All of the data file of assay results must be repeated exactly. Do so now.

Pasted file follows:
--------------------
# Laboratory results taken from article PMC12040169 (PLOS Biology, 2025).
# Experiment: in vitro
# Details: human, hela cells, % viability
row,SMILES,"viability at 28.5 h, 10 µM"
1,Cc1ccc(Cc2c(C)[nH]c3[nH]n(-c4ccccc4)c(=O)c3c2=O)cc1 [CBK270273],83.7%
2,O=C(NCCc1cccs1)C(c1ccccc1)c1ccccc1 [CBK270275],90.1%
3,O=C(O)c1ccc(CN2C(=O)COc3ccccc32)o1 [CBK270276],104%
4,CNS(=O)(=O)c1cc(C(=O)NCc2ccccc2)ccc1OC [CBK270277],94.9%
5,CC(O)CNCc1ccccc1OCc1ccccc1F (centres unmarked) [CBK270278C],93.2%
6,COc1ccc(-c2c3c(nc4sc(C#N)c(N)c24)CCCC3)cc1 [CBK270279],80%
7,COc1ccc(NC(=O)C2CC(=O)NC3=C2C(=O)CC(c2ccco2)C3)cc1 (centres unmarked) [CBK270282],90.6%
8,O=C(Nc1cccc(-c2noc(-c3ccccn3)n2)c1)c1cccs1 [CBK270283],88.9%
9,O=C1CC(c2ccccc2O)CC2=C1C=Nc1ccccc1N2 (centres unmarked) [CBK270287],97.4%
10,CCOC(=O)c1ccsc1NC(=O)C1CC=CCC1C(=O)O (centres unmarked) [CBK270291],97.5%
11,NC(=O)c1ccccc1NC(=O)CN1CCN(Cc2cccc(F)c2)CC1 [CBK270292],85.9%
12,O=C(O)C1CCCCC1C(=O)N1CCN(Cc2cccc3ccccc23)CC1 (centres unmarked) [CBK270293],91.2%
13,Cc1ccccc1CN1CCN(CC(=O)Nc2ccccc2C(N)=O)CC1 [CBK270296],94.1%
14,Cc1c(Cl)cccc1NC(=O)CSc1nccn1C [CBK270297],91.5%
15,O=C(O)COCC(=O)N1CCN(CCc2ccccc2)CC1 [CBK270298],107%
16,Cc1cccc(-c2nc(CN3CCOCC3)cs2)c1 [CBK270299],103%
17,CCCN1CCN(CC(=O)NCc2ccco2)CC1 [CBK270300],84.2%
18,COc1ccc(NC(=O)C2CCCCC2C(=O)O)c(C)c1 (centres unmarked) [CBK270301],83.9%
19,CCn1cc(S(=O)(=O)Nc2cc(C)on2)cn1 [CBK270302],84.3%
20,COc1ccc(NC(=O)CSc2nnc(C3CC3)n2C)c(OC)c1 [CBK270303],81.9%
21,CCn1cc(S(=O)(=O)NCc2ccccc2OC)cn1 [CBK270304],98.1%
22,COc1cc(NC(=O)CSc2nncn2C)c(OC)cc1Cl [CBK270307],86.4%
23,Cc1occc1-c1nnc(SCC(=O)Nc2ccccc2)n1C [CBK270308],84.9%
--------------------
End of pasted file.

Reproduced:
# Laboratory results taken from article PMC12040169 (PLOS Biology, 2025).
# Experiment: in vitro
# Details: human, hela cells, % viability
row,SMILES,"viability at 28.5 h, 10 µM"
1,Cc1ccc(Cc2c(C)[nH]c3[nH]n(-c4ccccc4)c(=O)c3c2=O)cc1 [CBK270273],83.7%
2,O=C(NCCc1cccs1)C(c1ccccc1)c1ccccc1 [CBK270275],90.1%
3,O=C(O)c1ccc(CN2C(=O)COc3ccccc32)o1 [CBK270276],104%
4,CNS(=O)(=O)c1cc(C(=O)NCc2ccccc2)ccc1OC [CBK270277],94.9%
5,CC(O)CNCc1ccccc1OCc1ccccc1F (centres unmarked) [CBK270278C],93.2%
6,COc1ccc(-c2c3c(nc4sc(C#N)c(N)c24)CCCC3)cc1 [CBK270279],80%
7,COc1ccc(NC(=O)C2CC(=O)NC3=C2C(=O)CC(c2ccco2)C3)cc1 (centres unmarked) [CBK270282],90.6%
8,O=C(Nc1cccc(-c2noc(-c3ccccn3)n2)c1)c1cccs1 [CBK270283],88.9%
9,O=C1CC(c2ccccc2O)CC2=C1C=Nc1ccccc1N2 (centres unmarked) [CBK270287],97.4%
10,CCOC(=O)c1ccsc1NC(=O)C1CC=CCC1C(=O)O (centres unmarked) [CBK270291],97.5%
11,NC(=O)c1ccccc1NC(=O)CN1CCN(Cc2cccc(F)c2)CC1 [CBK270292],85.9%
12,O=C(O)C1CCCCC1C(=O)N1CCN(Cc2cccc3ccccc23)CC1 (centres unmarked) [CBK270293],91.2%
13,Cc1ccccc1CN1CCN(CC(=O)Nc2ccccc2C(N)=O)CC1 [CBK270296],94.1%
14,Cc1c(Cl)cccc1NC(=O)CSc1nccn1C [CBK270297],91.5%
15,O=C(O)COCC(=O)N1CCN(CCc2ccccc2)CC1 [CBK270298],107%
16,Cc1cccc(-c2nc(CN3CCOCC3)cs2)c1 [CBK270299],103%
17,CCCN1CCN(CC(=O)NCc2ccco2)CC1 [CBK270300],84.2%
18,COc1ccc(NC(=O)C2CCCCC2C(=O)O)c(C)c1 (centres unmarked) [CBK270301],83.9%
19,CCn1cc(S(=O)(=O)Nc2cc(C)on2)cn1 [CBK270302],84.3%
20,COc1ccc(NC(=O)CSc2nnc(C3CC3)n2C)c(OC)c1 [CBK270303],81.9%
21,CCn1cc(S(=O)(=O)NCc2ccccc2OC)cn1 [CBK270304],98.1%
22,COc1cc(NC(=O)CSc2nncn2C)c(OC)cc1Cl [CBK270307],86.4%
23,Cc1occc1-c1nnc(SCC(=O)Nc2ccccc2)n1C [CBK270308],84.9%